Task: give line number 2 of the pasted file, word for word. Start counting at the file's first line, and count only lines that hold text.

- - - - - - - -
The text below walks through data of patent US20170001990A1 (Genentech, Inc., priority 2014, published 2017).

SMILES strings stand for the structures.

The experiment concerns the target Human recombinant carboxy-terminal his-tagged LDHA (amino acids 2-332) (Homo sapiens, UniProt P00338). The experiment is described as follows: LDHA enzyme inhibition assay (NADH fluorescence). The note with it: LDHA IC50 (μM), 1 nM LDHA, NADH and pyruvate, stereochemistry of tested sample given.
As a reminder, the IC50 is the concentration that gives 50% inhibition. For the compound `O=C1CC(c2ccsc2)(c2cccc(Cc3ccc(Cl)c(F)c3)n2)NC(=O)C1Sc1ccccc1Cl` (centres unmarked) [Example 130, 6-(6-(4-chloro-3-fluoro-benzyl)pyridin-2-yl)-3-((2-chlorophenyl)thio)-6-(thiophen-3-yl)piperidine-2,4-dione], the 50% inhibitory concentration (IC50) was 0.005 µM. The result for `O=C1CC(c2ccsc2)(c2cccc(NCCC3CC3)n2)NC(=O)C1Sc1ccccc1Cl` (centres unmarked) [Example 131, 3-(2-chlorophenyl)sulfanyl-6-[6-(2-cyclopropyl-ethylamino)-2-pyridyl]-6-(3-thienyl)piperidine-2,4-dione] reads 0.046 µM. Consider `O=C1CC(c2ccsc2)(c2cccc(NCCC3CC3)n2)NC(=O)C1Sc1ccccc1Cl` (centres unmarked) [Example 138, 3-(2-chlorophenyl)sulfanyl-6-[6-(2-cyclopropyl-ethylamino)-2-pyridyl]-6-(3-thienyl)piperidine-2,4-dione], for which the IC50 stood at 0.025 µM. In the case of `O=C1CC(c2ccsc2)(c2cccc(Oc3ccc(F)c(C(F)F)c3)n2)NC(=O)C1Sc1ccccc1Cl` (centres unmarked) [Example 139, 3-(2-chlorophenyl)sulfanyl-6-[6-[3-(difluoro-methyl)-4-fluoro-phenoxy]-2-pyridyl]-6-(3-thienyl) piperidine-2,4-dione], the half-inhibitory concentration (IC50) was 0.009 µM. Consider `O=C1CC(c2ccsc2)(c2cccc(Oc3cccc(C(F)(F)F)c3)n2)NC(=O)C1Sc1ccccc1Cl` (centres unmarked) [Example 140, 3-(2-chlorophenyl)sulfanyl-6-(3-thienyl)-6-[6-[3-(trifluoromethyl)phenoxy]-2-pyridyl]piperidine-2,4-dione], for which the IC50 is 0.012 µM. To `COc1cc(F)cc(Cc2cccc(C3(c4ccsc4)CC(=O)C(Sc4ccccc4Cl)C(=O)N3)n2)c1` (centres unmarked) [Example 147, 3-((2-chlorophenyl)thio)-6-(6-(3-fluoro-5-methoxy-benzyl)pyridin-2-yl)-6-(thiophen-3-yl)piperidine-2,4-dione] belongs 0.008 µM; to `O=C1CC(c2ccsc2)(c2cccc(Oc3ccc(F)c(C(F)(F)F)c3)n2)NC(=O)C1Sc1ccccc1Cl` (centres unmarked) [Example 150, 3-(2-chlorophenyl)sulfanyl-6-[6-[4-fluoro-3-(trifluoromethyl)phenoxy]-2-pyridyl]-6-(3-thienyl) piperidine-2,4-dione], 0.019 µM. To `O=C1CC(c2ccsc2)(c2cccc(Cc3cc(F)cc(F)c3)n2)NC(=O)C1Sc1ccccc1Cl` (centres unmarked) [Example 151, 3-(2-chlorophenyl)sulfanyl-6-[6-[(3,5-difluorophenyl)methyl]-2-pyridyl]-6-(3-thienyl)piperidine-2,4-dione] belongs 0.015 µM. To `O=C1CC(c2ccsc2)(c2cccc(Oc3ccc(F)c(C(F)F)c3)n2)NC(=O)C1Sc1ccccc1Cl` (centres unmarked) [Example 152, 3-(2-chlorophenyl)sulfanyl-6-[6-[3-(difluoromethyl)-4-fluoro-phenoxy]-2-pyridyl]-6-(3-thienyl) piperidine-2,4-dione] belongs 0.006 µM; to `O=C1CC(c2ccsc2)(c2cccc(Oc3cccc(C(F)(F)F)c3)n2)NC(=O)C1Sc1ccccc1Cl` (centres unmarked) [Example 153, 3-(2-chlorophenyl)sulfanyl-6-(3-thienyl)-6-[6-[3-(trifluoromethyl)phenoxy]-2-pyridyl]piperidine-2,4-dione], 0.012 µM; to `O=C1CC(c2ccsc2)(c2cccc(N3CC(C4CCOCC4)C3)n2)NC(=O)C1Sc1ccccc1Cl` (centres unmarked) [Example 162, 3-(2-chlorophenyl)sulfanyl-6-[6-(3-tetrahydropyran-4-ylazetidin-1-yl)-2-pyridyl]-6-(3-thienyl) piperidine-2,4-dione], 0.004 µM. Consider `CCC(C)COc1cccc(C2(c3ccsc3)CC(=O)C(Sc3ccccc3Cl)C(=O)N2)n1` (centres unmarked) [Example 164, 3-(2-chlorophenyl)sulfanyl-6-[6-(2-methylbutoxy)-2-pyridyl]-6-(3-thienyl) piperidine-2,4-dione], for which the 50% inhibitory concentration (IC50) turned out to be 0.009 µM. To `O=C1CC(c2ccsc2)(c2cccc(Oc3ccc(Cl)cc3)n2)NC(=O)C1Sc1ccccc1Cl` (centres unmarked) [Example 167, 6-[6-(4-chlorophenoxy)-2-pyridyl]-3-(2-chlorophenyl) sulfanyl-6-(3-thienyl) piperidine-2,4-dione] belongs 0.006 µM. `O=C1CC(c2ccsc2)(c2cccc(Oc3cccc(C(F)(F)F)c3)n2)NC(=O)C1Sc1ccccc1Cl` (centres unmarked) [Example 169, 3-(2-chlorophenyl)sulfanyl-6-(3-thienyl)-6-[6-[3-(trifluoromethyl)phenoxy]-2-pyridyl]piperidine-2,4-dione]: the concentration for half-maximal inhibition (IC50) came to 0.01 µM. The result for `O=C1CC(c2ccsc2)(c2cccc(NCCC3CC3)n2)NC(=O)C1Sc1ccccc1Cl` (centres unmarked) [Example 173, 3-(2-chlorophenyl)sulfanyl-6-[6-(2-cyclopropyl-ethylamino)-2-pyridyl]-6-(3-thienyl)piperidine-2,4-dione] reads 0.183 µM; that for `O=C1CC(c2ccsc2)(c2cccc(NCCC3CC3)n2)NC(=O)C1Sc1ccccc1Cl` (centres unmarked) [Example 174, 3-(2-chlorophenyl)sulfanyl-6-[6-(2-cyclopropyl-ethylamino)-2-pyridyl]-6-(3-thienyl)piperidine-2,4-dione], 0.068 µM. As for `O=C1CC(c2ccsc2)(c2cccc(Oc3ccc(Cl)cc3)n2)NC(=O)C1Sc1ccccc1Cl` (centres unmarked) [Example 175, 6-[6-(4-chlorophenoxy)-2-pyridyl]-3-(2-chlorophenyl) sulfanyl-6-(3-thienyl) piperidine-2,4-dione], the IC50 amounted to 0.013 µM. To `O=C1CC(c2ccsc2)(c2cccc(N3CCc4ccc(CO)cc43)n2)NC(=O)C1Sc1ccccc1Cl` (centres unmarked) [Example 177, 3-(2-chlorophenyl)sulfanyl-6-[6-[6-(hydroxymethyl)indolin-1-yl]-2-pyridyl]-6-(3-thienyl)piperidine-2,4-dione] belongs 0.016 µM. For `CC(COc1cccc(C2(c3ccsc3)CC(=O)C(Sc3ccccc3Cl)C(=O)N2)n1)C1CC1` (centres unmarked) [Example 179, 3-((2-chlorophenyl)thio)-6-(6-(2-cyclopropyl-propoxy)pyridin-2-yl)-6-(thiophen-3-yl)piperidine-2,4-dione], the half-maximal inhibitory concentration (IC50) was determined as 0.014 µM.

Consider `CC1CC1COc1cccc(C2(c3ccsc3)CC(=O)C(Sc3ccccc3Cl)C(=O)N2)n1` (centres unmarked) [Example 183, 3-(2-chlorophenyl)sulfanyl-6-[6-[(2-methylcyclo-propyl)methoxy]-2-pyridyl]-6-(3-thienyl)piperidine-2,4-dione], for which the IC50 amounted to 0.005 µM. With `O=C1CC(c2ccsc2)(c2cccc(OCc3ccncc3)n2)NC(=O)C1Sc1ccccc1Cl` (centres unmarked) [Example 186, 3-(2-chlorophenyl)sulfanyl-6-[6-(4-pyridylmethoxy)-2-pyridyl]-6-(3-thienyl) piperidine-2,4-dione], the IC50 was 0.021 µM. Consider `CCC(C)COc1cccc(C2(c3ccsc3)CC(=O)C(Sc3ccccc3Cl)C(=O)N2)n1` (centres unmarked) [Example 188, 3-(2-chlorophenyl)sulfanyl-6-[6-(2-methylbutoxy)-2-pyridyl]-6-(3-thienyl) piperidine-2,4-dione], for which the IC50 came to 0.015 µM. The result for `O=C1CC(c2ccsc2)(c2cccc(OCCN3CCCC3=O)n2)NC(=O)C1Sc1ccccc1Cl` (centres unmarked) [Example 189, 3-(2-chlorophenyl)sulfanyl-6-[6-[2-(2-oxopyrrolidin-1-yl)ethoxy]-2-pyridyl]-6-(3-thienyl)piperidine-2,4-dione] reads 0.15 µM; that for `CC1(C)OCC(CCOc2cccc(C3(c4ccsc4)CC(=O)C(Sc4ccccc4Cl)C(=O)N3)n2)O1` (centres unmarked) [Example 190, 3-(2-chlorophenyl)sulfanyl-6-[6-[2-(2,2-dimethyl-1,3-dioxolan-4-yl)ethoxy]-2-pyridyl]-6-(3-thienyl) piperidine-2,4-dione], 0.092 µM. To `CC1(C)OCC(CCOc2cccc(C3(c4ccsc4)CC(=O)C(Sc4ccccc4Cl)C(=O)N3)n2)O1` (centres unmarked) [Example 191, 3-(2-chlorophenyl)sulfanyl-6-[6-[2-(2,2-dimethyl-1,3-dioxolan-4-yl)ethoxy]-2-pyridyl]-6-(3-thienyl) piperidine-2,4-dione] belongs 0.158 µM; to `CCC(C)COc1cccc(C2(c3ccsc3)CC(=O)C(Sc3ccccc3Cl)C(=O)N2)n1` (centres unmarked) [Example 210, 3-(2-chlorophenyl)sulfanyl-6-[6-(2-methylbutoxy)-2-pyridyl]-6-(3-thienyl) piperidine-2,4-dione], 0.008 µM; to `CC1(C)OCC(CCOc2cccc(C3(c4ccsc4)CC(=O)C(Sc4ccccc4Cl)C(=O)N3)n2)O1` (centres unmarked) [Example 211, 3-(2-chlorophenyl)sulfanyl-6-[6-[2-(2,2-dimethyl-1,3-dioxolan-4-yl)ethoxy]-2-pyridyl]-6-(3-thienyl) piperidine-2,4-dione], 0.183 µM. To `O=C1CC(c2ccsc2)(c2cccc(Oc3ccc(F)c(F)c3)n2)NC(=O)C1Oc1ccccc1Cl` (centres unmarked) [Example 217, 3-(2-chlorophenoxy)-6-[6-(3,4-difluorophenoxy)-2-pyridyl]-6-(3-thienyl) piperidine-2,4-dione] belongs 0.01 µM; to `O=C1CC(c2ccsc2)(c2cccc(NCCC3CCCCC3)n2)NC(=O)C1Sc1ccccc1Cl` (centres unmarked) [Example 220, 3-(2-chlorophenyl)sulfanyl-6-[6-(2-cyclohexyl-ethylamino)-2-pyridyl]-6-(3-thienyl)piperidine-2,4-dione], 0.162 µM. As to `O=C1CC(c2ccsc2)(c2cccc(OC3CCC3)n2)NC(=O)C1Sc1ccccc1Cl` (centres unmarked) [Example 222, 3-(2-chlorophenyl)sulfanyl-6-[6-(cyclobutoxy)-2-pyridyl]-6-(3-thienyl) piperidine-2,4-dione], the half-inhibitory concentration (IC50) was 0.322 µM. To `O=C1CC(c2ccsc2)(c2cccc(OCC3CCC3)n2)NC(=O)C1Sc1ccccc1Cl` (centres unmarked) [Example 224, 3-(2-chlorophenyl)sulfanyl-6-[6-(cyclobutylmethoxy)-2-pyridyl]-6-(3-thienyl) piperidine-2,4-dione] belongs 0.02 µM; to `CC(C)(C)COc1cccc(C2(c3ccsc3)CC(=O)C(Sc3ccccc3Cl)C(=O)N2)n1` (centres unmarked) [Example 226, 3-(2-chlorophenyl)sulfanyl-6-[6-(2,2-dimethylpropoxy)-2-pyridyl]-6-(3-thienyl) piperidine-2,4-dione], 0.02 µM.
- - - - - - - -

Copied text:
SMILES strings stand for the structures.